Date of Award
Master of Social Work
School of Social Work
First Reader/Committee Chair
The purpose of this study was to examine the comorbidity of substance
use disorders and mental illness: Addressing access to dual diagnosis treatment centers and the correlation of perceived effectiveness. The research project was conducted in collaboration with California State University, San Bernardino, (CSUSB) and the Master in Social Work Program. The study used a survey designed with items that measured the participant’s perception of availability and effectiveness of dual diagnosis treatment centers. A quantitative study was conducted using a fixed choice response and data was analyzed on an interval measurement scale. Frequencies and cross tabulations were used to present participant’s answers. 86.7% of respondents perceived that they benefited from a dual diagnosis treatment center. All respondents perceived they were better equipped to manage their alcoholism after treatment, were better equipped to manage their mental illness after treatment, and better equipped to be a contributing member of society after treatment. The findings of this research may contribute to social work's knowledge of treating comorbidity by providing insight into the factors that contribute to individual's effectiveness in regards to post dual diagnosis treatment.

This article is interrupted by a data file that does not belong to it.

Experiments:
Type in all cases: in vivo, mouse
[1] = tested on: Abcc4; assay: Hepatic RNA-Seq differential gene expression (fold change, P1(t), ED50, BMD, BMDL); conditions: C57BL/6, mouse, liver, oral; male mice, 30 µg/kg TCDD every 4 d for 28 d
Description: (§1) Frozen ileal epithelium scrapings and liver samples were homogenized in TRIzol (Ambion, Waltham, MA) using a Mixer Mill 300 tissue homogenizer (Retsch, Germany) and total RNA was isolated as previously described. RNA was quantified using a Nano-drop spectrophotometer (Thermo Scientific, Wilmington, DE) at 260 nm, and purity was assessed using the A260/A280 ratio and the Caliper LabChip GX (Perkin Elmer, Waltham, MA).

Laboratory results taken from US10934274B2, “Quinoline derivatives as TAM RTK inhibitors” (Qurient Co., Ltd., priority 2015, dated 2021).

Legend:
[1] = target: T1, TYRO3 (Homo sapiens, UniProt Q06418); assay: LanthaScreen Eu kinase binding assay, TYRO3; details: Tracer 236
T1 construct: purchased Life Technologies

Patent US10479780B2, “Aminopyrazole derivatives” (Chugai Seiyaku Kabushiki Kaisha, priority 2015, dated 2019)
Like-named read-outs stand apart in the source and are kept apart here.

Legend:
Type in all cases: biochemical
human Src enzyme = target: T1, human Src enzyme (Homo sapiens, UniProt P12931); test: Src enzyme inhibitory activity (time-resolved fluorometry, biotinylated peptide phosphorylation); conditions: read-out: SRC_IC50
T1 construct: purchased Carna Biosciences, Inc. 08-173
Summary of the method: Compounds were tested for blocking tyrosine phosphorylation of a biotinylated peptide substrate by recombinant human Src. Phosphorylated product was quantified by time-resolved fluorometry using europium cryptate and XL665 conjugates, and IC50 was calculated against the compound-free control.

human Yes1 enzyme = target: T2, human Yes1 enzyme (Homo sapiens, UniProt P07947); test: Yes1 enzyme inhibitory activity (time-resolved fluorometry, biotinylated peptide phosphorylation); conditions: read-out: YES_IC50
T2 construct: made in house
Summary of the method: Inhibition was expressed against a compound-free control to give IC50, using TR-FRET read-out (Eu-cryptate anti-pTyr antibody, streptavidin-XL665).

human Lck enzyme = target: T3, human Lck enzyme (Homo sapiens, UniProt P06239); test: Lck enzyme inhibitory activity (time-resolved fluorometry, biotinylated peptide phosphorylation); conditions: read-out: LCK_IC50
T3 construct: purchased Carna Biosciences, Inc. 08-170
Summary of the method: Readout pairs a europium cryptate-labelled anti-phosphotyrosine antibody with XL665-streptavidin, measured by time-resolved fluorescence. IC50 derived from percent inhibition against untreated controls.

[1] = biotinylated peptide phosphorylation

Scott, Annmarie M., "COMORBIDITY OF ALCOHOL AND MENTAL HEALTH: ADDRESSING ACCESS TO DUAL DIAGNOSIS TREATMENT CENTERS AND THE PERCEIVED EFFECTIVENESS" (2017). Electronic Theses, Projects, and Dissertations. 531.